So we come to the Kansas 2022 elections, where we’re not in the same situation as before the August amendment vote. In fact, thanks to that vote, the Kansas Speaks survey, and some other data points, we know a fair amount, particularly about high levels of voter engagement among Democratic-leaning groups, and the early numbers which suggest that engagement may be continuing into the week of the election. We also know that Kelly’s approval numbers are pretty good, and that abortion, along with Medicaid expansion and medical marijuana legalization, are motivating many voters--presumably in a Democratic direction.

But are they motivating enough voters to entirely overcome the huge, historical advantages which Republicans enjoy in Kansas? Or all the other already-mentioned disadvantages weighing down Democrats this year? Probably not. 

But in this election I don’t want to discount the data out there, however limited it may be. Yes, the election fundamentals and the polling (as flawed as much of it may be) suggest fairly comprehensive Republican gains, both across the nation and here in Kansas as well. Nonetheless, I believe there really is a chance that not only will we see some top of the ballot Democrats winning in this state, but also see enough Democrats holding on to or flipping state houses races—perhaps in Manhattan, Shawnee, Emporia, Hays, Hutchinson, or even here in thoroughly polarized Wichita—such that the Republican super-majority in Topeka could actually be lost, bizarre as that may sound in the wake the Republican redistricting of state and congressional legislative districts earlier this year.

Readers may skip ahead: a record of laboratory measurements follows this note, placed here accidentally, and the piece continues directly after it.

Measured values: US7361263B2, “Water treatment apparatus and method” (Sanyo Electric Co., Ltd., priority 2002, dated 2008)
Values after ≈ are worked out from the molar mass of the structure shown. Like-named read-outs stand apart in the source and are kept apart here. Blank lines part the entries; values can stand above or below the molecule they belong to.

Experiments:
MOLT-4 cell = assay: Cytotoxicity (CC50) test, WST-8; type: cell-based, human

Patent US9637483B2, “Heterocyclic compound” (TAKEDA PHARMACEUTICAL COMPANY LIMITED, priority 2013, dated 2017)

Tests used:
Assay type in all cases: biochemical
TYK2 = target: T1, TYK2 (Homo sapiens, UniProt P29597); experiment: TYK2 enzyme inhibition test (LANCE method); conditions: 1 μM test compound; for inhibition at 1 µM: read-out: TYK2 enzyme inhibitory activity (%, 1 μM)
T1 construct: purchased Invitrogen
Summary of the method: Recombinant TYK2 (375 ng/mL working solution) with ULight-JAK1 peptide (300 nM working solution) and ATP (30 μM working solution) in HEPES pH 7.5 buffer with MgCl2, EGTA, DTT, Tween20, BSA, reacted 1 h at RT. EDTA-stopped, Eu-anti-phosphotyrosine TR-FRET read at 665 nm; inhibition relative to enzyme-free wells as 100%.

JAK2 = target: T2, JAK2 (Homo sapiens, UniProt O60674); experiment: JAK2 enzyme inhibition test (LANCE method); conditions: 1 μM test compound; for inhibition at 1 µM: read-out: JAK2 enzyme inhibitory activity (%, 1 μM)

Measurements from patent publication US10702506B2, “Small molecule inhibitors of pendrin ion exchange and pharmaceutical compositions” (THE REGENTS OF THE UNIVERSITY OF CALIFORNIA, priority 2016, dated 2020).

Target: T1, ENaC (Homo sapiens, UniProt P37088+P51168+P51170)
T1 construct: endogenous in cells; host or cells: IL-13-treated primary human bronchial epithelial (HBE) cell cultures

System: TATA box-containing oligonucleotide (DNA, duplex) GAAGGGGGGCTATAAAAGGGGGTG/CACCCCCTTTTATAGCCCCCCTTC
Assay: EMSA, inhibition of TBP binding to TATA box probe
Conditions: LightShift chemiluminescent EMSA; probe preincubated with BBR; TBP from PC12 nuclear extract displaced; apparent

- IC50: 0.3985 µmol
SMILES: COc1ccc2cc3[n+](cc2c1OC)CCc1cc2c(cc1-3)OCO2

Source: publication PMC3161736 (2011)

Wondering About a (Highly Unlikely, But Not Inconceiveable) Local Wave
(I admit that I added Wichita to that list out of simple self-interested curiosity. I'm looking at Representative Dan Hawkins, my neighborhood's representative in the state house, and the House Majority Leader--a pretty powerful figure in the Kansas legislature. Yet in light of what I've written before about Wichita slowly turning purple, if not blue, we've seen Hawkins's percentages consistently decline in this strongly Republican area through the election cycles since the last redistricting, from 70% down to 60%. And against that you have some local Democratic urgency, an urgency I see with his opponent Mike McCorkle--learn all about him here--whose team is managing to place yard signs simply everywhere around our little part of Wichita, meaning that he is either better funded than past local Democrats, or has a better team knocking doors and placing signs than candidates of the past, or just plain has more voters out there willing to show public support for him. Add it all up, and I wonder if Hawkins might actually be brought down to 50% of the vote this time. Or, dare I say it...maybe even a smidge lower?)

Again, I’m not remotely confident about any of this. All the macro level stuff I mentioned above remains true--and frankly, the smart money is to always bet on what the macro trends say. But after 2016 and 2022, I’m not so confident as to discount the possibility of the truly unlikely happening either. I mean, what's the worst that can happen--I get it all wrong? I've eaten crow before, I can do it again.

Back to Featured Articles on Logo Paperblog